Whistling Past the Graveyard? Not quite yet.

Every year, the National Federation of State High School Associations (NFHS) publishes program count and participation numbers for high school sports.  It's a very useful database. We've spent quite a bit of time looking at college wrestling and now turn our attention to high school wrestling.

For both boys and girls, the number of programs across all states is in good shape trending up from 2002 to 2016.

Number of High School Programs by Year
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The number of girls programs has more than doubled over the time frame and boys program growth was 12%.  This is good news -- girls wrestling is wildly successful and boys wrestling is growing slightly on a very large base.

Number of High School Programs by Year, Indexed to 2002-03
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In contrast to the healthy number of programs, participation on the boys side is in trouble. We've lost slightly more than 23,000 high school wrestlers from the peak of 273,732 in 2010/11. This decline has been precipitous in the last two academic years, 2014-2016. Should this trajectory continue, the 2016-17 numbers will fall in the 240-250 thousand range, the same level of participation as 2004/05.

On the girls side, participation is accelerating at a rate even faster than underlying program growth. More good news!

Number of High School Participants by Year
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WIth boys participation down and the underlying number of programs growing slightly, the net impact is a pronounced decline in the average number of participants per program. No small wonder that the JV dual meet format is all but extinct in many regions.  If the current trend continues, the number of participants per team will drop below 20 by 2020.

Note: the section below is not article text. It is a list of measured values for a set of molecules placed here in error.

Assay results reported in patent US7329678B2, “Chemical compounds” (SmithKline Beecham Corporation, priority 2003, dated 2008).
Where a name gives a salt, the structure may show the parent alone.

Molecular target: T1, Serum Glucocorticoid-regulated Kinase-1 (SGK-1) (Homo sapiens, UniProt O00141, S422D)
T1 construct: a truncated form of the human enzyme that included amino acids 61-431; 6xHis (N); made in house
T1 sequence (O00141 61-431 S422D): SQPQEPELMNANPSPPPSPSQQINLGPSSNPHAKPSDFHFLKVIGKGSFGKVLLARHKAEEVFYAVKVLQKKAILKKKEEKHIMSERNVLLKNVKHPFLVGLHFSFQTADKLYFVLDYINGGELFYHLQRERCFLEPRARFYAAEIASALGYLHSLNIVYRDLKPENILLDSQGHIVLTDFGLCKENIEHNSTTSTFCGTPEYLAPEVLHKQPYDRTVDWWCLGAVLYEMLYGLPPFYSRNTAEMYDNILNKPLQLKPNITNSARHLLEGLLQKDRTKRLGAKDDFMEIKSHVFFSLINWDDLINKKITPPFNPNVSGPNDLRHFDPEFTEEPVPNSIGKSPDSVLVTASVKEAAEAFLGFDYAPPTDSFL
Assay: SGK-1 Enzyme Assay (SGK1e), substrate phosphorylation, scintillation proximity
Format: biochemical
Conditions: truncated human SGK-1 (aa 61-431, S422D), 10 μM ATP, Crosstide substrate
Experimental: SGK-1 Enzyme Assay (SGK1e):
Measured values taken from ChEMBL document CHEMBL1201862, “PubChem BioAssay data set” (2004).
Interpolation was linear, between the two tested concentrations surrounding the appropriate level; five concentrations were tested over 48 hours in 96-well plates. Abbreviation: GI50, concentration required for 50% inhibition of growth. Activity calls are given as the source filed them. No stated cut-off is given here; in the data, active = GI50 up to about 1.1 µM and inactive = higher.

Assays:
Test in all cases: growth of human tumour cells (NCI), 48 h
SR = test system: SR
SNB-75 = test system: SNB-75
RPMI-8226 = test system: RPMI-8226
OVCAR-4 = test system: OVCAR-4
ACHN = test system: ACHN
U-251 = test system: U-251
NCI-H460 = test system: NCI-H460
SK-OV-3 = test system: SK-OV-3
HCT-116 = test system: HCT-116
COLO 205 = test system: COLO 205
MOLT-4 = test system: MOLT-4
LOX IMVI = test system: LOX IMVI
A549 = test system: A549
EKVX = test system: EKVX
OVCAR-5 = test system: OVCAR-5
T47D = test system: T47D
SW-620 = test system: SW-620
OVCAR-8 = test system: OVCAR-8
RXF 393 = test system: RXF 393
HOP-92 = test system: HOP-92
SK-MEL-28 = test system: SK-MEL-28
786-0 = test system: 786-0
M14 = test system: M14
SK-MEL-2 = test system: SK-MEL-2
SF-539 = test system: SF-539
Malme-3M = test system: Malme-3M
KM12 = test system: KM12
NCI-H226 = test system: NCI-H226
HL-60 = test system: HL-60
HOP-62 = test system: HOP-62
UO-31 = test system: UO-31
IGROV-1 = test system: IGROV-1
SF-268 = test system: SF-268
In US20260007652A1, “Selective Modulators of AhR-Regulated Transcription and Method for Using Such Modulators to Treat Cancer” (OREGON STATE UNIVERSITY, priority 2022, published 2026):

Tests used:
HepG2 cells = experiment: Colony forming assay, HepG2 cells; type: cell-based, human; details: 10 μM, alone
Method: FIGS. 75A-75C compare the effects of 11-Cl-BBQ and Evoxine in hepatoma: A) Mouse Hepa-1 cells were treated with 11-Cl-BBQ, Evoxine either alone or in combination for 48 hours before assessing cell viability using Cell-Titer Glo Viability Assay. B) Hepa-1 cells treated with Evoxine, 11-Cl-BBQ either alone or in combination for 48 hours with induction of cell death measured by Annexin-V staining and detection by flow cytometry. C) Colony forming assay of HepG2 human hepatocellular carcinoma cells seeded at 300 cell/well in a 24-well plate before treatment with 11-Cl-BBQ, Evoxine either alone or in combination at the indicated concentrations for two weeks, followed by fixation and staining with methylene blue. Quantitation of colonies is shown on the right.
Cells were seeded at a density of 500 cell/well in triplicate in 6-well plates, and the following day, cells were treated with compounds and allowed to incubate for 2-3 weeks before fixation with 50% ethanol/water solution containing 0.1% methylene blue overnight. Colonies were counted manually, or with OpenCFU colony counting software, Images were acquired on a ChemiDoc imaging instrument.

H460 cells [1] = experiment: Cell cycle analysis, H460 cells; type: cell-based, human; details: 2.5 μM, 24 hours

Participants per Program by Year
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Lastly, we compared wrestling participation to tier one, seasonal team sports.  The data is indexed to 2002 to make the comparison visually meaningful in graph form. Both basketball and football are slightly down from their post crash highs and football participation is surprisingly resilient given the concussion scare.  Perhaps the bottom will fall out in 2016/17. Baseball, everyone's favorite in light of Boise, has grown over the time frame even compared to pre-crash (2006/07) levels.  Wrestling doesn't look materially different from the other sports in the 2009/10 to 2013/14 range, but the last two academic years show a considerable decline while the other sports are flat to up.  Continuing this trend, the number of boys high school wrestlers will be below 2002/03 levels by 2017/18.


As far as causes are concerned, that would be speculative.  Some believe that the emphasis on tournaments instead of dual meets is a key contributor as parents/fans won't sit for eight hours to watch their favorite wrestler compete for a few minutes.  I've been on the parent side of that argument and it has considerable merit. Coaches, generally, aren't thrilled with all-day events either but believe that more matches means better performance and the tournament format can offer a lot of matches.  Also, some assert that dual meets attract larger and more engaged crowds not only due to the shorter duration but also because school-versus-school rivalries are more spirited. Another good point.

I've recently wondered if our wrestling "elevator pitch" is helping or hurting.  The pitch usually contains variations on "work hard" and "life lessons." Not sure if that's effective. Haven't encountered many high schoolers seeking hard work and delayed gratification. Throw in "cutting weight" and our pitch is something like:

"Work hard and be a better future person. Lose uncomfortable amounts of weight. Join the wrestling team!"

Might make sense to reconsider our messaging.

 



Takedown Scoring and Stats is a single-team focused, mobile app for scoring wrestling matches, generating stats, managing teams and engaging fans via social media.